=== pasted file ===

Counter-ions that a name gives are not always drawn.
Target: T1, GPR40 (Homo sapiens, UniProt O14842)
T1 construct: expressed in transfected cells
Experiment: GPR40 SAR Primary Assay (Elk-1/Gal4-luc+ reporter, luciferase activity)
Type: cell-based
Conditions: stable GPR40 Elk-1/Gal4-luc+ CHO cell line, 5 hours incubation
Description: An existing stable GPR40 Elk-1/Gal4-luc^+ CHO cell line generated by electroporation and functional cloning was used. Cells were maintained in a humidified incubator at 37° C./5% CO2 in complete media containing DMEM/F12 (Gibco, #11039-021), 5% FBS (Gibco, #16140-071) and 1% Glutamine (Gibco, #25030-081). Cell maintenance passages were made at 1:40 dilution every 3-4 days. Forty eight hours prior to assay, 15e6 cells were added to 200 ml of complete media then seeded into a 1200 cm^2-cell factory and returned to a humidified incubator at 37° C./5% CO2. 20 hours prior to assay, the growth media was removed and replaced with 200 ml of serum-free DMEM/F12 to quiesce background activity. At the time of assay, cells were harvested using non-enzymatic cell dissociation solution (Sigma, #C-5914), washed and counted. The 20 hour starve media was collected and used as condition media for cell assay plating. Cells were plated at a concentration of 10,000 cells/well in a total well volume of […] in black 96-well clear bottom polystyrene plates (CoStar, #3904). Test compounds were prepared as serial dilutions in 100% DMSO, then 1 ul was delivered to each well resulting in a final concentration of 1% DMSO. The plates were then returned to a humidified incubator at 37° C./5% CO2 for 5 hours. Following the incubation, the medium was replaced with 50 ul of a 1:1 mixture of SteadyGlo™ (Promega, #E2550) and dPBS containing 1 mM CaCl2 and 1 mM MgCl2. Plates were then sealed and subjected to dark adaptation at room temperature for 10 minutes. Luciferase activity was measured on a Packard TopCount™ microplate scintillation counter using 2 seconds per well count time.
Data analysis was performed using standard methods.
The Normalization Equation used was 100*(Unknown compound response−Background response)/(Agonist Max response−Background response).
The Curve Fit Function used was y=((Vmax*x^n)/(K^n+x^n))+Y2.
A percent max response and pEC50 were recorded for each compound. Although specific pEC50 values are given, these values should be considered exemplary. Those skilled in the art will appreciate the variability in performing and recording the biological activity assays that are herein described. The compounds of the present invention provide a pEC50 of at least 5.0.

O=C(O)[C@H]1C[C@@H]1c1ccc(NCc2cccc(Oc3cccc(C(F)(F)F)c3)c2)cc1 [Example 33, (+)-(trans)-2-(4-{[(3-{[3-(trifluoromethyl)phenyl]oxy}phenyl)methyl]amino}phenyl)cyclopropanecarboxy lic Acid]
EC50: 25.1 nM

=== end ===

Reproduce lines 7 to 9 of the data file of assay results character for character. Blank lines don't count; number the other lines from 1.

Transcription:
Description: An existing stable GPR40 Elk-1/Gal4-luc^+ CHO cell line generated by electroporation and functional cloning was used. Cells were maintained in a humidified incubator at 37° C./5% CO2 in complete media containing DMEM/F12 (Gibco, #11039-021), 5% FBS (Gibco, #16140-071) and 1% Glutamine (Gibco, #25030-081). Cell maintenance passages were made at 1:40 dilution every 3-4 days. Forty eight hours prior to assay, 15e6 cells were added to 200 ml of complete media then seeded into a 1200 cm^2-cell factory and returned to a humidified incubator at 37° C./5% CO2. 20 hours prior to assay, the growth media was removed and replaced with 200 ml of serum-free DMEM/F12 to quiesce background activity. At the time of assay, cells were harvested using non-enzymatic cell dissociation solution (Sigma, #C-5914), washed and counted. The 20 hour starve media was collected and used as condition media for cell assay plating. Cells were plated at a concentration of 10,000 cells/well in a total well volume of […] in black 96-well clear bottom polystyrene plates (CoStar, #3904). Test compounds were prepared as serial dilutions in 100% DMSO, then 1 ul was delivered to each well resulting in a final concentration of 1% DMSO. The plates were then returned to a humidified incubator at 37° C./5% CO2 for 5 hours. Following the incubation, the medium was replaced with 50 ul of a 1:1 mixture of SteadyGlo™ (Promega, #E2550) and dPBS containing 1 mM CaCl2 and 1 mM MgCl2. Plates were then sealed and subjected to dark adaptation at room temperature for 10 minutes. Luciferase activity was measured on a Packard TopCount™ microplate scintillation counter using 2 seconds per well count time.
Data analysis was performed using standard methods.
The Normalization Equation used was 100*(Unknown compound response−Background response)/(Agonist Max response−Background response).